In general, I'd say hating an MS isn't a good indicator for needing to move on. I hate my stuff all the time. And I love it too. That's just the nature of trying to get the massive beast known as the novel to cooperate.

    For me, it's a very quiet emotion. A strange sense of peace, like, "You, dear manuscript, have taught me what I needed to learn. Thank you. Let us part as friends."

  30. Frustrated, it depends (it always depends, heh). If it's truly a significant, book-changing thing, I will go back and fix stuff. If it's not too big a deal, I'll write the rest as if I'd already changed the beginning and go back later. Or sometimes I'll just see where the story takes me, and discover I wasn't so off course after all. My characters just had other, often better, plans.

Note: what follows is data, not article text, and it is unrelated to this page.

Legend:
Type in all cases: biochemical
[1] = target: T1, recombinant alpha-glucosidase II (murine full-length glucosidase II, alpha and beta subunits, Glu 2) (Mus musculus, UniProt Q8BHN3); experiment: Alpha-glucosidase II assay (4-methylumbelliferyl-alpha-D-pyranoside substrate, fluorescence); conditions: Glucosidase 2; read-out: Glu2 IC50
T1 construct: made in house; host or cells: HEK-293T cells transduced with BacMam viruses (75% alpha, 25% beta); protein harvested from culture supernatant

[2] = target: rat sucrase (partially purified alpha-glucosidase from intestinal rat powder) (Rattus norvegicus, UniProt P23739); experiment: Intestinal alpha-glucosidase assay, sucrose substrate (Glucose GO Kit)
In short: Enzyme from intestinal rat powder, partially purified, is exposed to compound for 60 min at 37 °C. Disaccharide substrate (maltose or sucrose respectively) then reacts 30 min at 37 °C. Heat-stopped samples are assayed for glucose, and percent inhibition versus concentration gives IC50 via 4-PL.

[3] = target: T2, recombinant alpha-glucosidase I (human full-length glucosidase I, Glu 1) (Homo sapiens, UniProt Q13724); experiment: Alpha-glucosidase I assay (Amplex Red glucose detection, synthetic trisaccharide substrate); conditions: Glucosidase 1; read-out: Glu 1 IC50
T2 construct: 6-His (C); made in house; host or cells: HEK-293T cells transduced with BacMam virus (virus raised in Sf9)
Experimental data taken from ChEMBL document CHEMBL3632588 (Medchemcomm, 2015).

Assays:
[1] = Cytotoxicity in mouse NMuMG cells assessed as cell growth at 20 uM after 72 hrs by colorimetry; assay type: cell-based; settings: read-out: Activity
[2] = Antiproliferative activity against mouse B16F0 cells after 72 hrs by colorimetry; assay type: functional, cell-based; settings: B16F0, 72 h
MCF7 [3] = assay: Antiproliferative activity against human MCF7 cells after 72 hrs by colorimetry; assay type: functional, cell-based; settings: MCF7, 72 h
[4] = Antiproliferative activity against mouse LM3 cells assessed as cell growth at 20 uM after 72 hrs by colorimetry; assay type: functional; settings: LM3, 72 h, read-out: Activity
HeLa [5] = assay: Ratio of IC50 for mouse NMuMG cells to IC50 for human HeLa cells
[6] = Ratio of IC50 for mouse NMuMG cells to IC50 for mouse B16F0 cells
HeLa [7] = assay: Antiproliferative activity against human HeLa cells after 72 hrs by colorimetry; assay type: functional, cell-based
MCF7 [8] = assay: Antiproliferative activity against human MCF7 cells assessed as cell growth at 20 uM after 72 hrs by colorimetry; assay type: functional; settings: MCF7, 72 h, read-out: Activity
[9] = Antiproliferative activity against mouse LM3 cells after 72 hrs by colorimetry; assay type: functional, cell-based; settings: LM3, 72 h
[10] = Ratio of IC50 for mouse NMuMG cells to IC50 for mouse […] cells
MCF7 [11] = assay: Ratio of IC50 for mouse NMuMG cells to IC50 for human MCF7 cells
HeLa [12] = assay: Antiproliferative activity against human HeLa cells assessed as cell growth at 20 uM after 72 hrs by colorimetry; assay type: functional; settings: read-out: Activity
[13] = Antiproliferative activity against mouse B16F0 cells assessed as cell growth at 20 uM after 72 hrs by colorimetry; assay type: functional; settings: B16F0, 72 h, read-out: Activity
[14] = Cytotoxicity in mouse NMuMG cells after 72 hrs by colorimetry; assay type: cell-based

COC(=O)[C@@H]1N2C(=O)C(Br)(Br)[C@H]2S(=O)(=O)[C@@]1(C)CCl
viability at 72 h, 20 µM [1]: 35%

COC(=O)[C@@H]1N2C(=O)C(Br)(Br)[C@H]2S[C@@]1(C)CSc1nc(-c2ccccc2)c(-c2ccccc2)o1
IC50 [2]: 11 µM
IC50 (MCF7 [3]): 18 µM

But all in all, I would say do what makes you feel comfortable. If those changes are going to drive you crazy, then go fix them. If not, don't. I know there's a ton of advice out there, but if it's not working for you find another way. For every writer who doesn't outline the first draft, there's one that takes copious notes and researches for hours before ever writing a word. There's no wrong; there's only what does and doesn't work for you.

  31. When a beta reader or crit partner makes suggestions for your story that you don't agree with, how can you know if you should listen or not? On the one hand there are suggestions I don't agree with and that don't seem in line with my view of the novel, but on the other hand I really really don't want to be stubborn and dismiss something that might be a great edit or suggestion... where is the line and how do you know?